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Croatia

Social conditions

In addition to the compulsory insurance, there is voluntary health insurance. In 2013, healthcare accounted for 7.1 percent of the country's GDP. Through the rehabilitation of injured in the civil war, these percentages have increased significantly. There are 2 doctors and 6 hospital beds in 1,000 residents. The infant mortality rate is 4 per thousand. Visit AbbreviationFinder to see the definitions of HRV and acronym for Croatia.

Society of Croatia

Yugoslavia was divided internally at the beginning of World War II and was relatively easily occupied by the Germans in 1941. The German troops installed a puppet government in Croatia consisting of Slavonia, areas of Dalmatia and Bosnia and Herzegovina, and launched racist campaigns. Serbs, Jews, Gypsies and opposition Croats were executed in concentration camps or forced to flee. During the communist-led resistance struggle against the Nazi occupation, local committees were set up in the liberated areas. After the resistance movement's take on Zagreb in May 1945, Croatia's Antifascist National Liberation Council formed the government. At the end of the year, Croatia entered as one of the republics of The Yugoslav Federal People's Republic.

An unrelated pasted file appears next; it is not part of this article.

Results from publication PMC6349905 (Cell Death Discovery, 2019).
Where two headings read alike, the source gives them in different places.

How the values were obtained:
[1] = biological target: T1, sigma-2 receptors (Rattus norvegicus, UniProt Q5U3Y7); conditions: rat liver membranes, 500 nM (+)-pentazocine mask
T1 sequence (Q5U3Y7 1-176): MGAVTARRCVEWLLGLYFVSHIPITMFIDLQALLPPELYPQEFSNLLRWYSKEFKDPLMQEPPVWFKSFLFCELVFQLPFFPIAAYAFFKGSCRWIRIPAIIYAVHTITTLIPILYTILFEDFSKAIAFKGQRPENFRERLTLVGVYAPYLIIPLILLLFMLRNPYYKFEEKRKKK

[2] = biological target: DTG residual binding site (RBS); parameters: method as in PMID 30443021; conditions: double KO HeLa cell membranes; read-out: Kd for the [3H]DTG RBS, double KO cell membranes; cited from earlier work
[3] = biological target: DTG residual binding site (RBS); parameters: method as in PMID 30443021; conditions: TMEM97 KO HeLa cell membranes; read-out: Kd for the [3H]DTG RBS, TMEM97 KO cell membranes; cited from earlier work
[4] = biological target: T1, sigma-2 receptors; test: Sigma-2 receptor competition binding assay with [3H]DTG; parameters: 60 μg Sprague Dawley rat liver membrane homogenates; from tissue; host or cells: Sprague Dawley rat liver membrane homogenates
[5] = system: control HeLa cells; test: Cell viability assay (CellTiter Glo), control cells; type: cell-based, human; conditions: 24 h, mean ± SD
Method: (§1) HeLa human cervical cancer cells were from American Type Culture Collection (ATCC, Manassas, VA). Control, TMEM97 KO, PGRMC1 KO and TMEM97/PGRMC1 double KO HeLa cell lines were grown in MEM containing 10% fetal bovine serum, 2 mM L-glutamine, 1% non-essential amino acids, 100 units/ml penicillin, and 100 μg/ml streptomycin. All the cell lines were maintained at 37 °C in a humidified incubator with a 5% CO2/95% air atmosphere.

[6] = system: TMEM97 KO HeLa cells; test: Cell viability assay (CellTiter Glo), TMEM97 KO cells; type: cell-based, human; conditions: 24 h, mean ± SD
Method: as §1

Under Yugoslav socialism, Croatia maintained and developed its national independence, which to some extent was detrimental to the national minorities. In a purge campaign in the Croatian Communist League in 1972, Matica Hrvatska, an organization tasked with disseminating knowledge of Croatian culture, was abolished.

In the late 1980's, the political system was liberalized. The Communist Federation of Yugoslavia relinquished the monopoly of power and political leadership prescribed by the Constitution, and in April the first elections were held with the participation of several parties since World War II.

Croatia's parliamentary elections ended with a victory for the center-right party, the Croatian Democracy Union, HDZ, which was in favor of turning Yugoslavia into a federal republic of independent states. The head of HDZ, retired General Franjo Tudjman, was elected President of the Republic. In December, Parliament passed a new constitution recognizing the right to withdraw from the federation.

Croatia declared its independence in June 1991, while the Serbs of Krajina expressed their desire for a detachment from Croatia; Slovenia also proclaimed its independence.

The Yugoslav Federal Army, whose chiefs were mainly Serbs, intervened in Croatia and Slovenia, declaring that the detachments were a threat to the Yugoslav unity. War broke out with great losses on both sides.

In November, the Tudjman government arrested the leaders of the right-wing extremist Croatian Law Party, the PCD, and dissolved its militias, following charges of conspiracy against the authorities. At its founding in December 1991, the PCD had taken the name of an old nationalist party whose leader had been the head of government in the puppet government during the Nazi occupation.

 

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